When the consuls, invested with the power that has been mentioned, lead the armies into the field, though they seem, indeed, to hold such absolute authority as is sufficient for all purposes, yet are they in truth so dependent both on the senate and the people, that without their assistance they are by no means able to accomplish any design. It is well known that armies demand a continual supply of necessities. But neither corn, nor habits, nor even the military stipends, can at any time be transmitted to the legions unless by an express order of the senate. Any opposition, therefore, or delay, on the part of this assembly, is sufficient always to defeat the enterprises of the generals. It is the senate, likewise, that either compels the consuls to leave their designs imperfect, or enables them to complete the projects which they have formed, by sending a successor into each of their several provinces, upon the expiration of the annual term, or by continuing them in the same command. The senate also has the power to aggrandize and amplify the victories that are gained, or, on the contrary, to depreciate and debase them. For that which is called among the Romans a triumph, in which a sensible representation of the actions of the generals is exposed in solemn procession to the view of all the citizens, can neither be exhibited with due pomp and splendor, nor, indeed, be in any other manner celebrated, unless the consent of the senate be first obtained, together with the sums that are requisite for the expense. Nor is it less necessary, on the other hand, that the consuls, how soever far they may happen to be removed from Rome, should be careful to preserve the good affections of the people. For the people, as we have already mentioned, annuls or ratifies all treaties. But that which is of greatest moment is that the consuls, at the time of laying down their office are bound to submit their past administration to the judgment of the people. And thus these magistrates can at no time think themselves secure, if they neglect to gain the approbation both of the senate and the people.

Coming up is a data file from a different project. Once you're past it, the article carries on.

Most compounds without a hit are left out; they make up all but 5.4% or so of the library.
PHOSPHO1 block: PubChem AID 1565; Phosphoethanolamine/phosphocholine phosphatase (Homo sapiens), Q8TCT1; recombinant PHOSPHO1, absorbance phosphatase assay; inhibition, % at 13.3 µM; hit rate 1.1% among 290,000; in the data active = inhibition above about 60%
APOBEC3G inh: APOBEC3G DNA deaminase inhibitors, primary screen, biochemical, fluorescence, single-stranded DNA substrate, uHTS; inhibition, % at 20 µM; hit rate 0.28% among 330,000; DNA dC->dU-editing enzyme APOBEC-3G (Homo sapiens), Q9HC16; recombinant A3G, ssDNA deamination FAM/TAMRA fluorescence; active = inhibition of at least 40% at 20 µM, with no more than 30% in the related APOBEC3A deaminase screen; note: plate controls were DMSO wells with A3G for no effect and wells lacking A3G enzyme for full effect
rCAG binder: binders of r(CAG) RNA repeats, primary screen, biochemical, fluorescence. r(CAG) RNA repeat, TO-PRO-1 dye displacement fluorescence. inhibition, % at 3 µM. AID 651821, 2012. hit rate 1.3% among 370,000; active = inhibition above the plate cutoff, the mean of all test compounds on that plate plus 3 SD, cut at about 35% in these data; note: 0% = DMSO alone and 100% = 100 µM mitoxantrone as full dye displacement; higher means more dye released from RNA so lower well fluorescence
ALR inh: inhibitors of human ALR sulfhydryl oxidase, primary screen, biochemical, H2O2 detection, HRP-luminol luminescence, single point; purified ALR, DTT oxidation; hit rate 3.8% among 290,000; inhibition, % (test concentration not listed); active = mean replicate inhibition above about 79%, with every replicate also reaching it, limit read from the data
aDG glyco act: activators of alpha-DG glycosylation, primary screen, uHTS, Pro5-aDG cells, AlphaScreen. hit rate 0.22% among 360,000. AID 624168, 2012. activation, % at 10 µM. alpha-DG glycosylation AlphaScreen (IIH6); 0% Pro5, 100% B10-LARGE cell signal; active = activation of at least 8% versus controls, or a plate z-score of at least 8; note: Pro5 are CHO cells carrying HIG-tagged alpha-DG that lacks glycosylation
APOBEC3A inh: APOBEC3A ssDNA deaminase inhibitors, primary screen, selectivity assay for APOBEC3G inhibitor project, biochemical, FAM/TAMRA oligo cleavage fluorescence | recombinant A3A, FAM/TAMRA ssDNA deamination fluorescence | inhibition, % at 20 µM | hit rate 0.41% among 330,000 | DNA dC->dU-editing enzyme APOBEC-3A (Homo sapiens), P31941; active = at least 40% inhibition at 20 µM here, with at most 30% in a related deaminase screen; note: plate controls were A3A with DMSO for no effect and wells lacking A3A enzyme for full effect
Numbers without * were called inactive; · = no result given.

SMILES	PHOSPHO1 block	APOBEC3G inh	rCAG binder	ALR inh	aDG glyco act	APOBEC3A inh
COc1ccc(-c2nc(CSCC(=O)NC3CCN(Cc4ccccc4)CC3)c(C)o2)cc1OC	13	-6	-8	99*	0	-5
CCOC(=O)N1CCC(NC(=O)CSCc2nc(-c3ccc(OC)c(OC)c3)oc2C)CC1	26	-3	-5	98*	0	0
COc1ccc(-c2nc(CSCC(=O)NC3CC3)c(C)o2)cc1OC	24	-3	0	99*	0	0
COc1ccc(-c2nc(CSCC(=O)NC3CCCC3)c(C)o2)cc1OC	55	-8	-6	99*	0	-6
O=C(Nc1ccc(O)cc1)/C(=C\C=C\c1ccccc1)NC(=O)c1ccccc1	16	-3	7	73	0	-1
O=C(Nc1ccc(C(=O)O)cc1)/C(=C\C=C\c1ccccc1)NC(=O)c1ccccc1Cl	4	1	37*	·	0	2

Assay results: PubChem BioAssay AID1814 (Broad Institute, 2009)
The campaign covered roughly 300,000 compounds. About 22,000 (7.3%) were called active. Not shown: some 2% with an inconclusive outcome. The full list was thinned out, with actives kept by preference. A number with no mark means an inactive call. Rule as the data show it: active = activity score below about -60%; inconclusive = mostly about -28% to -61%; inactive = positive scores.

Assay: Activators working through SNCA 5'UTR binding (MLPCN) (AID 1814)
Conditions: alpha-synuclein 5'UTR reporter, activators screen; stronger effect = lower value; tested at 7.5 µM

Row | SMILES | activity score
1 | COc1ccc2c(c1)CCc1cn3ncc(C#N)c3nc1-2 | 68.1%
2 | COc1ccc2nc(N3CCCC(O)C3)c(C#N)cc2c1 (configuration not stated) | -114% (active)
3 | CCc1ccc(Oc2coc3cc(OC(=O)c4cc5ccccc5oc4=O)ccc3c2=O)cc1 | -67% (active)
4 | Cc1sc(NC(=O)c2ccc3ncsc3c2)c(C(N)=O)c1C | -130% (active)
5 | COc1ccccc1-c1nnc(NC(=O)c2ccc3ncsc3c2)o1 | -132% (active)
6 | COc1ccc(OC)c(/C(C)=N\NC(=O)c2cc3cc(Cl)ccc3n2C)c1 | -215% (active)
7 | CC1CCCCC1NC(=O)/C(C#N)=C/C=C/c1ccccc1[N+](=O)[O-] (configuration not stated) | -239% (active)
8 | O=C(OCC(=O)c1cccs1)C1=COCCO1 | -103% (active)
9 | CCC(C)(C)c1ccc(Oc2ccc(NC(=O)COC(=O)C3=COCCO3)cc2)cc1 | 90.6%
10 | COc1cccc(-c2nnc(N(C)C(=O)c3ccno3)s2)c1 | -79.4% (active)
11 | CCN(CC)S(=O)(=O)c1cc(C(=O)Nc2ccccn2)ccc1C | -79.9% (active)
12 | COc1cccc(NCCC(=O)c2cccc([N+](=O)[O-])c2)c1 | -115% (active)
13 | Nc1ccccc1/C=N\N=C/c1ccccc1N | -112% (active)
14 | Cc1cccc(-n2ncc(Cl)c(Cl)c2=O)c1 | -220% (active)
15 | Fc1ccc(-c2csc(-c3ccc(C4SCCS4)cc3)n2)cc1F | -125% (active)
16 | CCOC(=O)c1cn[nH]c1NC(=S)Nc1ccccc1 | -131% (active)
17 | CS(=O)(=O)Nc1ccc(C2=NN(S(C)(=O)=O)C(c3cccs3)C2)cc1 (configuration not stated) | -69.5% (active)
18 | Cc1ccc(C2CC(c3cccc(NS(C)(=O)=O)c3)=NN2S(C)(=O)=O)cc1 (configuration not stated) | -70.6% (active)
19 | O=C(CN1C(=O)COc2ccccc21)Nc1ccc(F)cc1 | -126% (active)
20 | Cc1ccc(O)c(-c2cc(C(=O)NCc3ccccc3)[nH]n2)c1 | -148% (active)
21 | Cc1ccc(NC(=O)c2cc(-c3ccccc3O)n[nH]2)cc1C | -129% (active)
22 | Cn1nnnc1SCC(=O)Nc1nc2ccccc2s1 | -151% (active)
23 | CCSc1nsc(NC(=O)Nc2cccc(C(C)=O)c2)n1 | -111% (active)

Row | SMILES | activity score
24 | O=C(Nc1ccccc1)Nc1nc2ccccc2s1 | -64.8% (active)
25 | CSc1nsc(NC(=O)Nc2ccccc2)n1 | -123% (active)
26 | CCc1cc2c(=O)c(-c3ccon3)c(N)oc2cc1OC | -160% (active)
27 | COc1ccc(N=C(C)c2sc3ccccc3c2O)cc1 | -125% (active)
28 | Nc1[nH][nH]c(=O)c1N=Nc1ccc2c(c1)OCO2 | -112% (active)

In the same manner the senate also, though invested with so great authority, is bound to yield a certain attention to the people, and to act in concert with them in all affairs that are of great importance. With regard especially to those offences that are committed against the state, and which demand a capital punishment, no inquiry can be perfected, nor any judgment carried into execution, unless the people confirm what the senate has before decreed. Nor are the things which more immediately regard the senate itself less subject than the same control. For if a law should at any time be proposed to lessen the received authority of the senators, to detract from their honors and pre-eminence, or even deprive them of a part of their possessions, it belongs wholly to the people to establish or reject it. And even still more, the interposition of a single tribune is sufficient, not only to suspend the deliberations of the senate, but to prevent them also from holding any meeting or assembly. Now the peculiar office of the tribunes is to declare those sentiments that are most pleasing to the people: and principally to promote their interests and designs. And thus the senate, on account of all these reasons, is forced to cultivate the favor and gratify the inclinations of the people.